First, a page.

Mayor Bill de Blasio today made good on a campaign promise, laying out a deal to end the city’s appeal of a federal court ruling that deemed the NYPD’s implementation of stop-and-frisk unconstitutional.
The New York City Housing Authority’s controversial land lease plan, in which the cash-strapped agency would have raised direly needed repair funds by building market rate apartments on public housing land, looks unlikely to become a reality, at least in the form proposed by the current administration.
Today NYCHA announced that despite receiving promising proposals for 11 of the 14 possible development sites in six of eight housing projects, it does not expect to move to a conditional designation of any of the sites until 2014, after Mayor Michael Bloomberg, a staunch supporter of the plan, is out of office. Read More
Erick Salgado, a long-shot Democratic candidate for mayor, is furious that Quinnipiac University has consistently left his name out of their polls.
He’s so furious, in fact, that his campaign filed a lawsuit today in Manhattan Supreme Court seeking to prohibit the firm from “conducting and/or releasing any voter preference poll for the New York City Democratic mayoral primary which does not include all candidates qualified to participate … in the first primary election debate,” according to a press release sent out this afternoon by his campaign.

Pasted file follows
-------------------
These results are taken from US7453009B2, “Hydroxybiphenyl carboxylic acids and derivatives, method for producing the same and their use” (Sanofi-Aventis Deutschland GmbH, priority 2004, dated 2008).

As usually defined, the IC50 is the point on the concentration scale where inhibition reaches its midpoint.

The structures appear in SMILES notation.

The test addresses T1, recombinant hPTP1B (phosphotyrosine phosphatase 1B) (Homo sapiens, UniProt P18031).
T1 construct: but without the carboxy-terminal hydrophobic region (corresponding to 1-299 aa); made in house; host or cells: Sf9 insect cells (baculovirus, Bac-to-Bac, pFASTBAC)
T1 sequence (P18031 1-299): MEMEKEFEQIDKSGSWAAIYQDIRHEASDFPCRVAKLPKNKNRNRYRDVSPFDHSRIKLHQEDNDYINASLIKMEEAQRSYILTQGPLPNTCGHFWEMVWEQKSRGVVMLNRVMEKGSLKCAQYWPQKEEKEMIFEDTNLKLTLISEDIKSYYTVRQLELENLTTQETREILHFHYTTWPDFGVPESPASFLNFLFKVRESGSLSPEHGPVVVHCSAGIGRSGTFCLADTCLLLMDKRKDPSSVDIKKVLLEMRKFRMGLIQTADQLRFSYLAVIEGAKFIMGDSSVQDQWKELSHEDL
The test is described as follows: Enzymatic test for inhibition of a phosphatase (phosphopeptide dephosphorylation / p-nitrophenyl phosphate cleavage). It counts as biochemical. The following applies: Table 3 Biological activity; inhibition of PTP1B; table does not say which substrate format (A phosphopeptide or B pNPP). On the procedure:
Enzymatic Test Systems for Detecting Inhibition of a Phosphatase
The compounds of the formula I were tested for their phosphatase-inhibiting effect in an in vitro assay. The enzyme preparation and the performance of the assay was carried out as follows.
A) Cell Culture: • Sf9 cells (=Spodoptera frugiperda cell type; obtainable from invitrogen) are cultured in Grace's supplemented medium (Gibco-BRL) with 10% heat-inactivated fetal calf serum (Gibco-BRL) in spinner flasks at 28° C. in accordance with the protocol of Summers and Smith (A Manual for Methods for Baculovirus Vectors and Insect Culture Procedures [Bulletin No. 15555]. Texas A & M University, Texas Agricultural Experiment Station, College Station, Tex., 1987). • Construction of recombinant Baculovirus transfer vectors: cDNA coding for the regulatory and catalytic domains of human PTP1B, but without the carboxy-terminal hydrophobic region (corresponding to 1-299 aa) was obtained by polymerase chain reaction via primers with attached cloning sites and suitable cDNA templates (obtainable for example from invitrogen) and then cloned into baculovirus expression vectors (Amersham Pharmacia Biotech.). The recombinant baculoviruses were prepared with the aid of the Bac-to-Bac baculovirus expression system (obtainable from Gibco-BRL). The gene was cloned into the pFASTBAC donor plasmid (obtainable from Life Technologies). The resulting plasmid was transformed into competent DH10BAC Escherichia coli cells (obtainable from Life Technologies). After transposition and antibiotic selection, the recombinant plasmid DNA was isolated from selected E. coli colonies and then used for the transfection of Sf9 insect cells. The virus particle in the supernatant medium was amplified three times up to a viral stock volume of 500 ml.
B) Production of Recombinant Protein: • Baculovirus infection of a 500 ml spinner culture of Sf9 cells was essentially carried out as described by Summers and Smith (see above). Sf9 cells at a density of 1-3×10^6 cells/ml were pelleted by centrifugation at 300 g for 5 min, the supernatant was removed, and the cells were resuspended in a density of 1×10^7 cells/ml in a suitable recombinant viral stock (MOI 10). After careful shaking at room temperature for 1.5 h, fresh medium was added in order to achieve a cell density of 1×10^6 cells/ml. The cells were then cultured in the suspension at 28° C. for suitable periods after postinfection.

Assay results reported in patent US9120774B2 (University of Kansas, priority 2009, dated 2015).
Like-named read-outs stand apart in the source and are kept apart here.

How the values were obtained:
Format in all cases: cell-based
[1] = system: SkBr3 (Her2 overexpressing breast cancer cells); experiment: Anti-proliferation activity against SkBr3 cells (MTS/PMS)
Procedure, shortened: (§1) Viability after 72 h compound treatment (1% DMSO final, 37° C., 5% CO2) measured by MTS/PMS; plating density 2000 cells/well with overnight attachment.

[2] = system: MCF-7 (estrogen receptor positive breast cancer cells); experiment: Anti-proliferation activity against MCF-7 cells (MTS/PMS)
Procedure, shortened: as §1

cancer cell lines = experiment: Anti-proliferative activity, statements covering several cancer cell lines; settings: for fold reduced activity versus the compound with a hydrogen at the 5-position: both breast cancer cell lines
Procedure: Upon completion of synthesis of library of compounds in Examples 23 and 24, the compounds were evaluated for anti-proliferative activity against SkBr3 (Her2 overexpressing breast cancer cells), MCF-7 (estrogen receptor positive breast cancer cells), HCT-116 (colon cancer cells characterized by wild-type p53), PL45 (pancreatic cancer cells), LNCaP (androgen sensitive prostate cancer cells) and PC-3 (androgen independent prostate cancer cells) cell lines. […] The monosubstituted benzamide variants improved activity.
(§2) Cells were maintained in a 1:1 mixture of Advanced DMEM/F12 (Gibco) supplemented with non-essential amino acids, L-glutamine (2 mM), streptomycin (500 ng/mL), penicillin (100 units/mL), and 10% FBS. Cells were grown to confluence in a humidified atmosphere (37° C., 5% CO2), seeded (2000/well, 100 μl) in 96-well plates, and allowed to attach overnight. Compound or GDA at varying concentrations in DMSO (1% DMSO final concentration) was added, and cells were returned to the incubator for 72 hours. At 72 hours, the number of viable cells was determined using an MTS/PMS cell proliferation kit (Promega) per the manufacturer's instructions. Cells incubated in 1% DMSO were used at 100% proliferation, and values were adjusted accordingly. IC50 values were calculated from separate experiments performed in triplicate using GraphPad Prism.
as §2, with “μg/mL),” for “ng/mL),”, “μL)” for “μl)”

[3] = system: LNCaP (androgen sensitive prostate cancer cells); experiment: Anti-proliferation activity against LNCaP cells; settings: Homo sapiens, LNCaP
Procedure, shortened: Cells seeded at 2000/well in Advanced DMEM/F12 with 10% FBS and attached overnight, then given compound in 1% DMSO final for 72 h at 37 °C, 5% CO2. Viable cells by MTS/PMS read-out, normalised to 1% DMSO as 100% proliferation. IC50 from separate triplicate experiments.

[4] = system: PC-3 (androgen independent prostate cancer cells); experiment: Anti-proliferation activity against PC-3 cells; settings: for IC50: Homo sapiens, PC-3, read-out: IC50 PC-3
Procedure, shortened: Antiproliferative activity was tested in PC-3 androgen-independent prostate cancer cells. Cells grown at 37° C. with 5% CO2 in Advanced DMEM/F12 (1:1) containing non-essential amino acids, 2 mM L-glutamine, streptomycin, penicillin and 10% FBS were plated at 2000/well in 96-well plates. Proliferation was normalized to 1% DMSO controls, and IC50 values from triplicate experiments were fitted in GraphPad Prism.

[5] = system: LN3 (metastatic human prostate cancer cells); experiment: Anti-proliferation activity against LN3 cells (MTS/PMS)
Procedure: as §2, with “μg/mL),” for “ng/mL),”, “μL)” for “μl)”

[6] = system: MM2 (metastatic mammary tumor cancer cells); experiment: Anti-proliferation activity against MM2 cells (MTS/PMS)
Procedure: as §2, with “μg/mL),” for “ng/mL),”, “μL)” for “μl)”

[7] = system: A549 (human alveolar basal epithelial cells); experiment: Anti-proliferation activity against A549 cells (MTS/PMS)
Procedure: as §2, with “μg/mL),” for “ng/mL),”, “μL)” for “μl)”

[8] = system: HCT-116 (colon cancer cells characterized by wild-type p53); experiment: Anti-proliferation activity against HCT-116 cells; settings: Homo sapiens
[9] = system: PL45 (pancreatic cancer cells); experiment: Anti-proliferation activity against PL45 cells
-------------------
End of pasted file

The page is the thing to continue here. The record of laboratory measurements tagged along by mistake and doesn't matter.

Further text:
Eliot Spitzer has been scrambling to collect the 3,750 valid signatures the city says he needs to make it on the ballot to run for comptroller. But could he actually need to collect double that?
According to several top election lawyers, Mr. Spitzer and other citywide candidates should, in fact, be aiming to collect 7,500 petition ballots–not just to provide a cushion to protect from faulty entries–but because that’s the minimum number required by a conflicting state law.
In a room filled with the grieving families of fallen cops, Mayor Michael Bloomberg once again lashed out against his wannabe successors who’ve been critical of the department–albeit less dramatically than his fire-and-brimstone speech last week.
During a memorial ceremony for six officers at One Police Plaza, Mr. Bloomberg said the NYPD should be celebrated–not attacked–and repeated his threat that future administrations may leave both officers and the public less safe.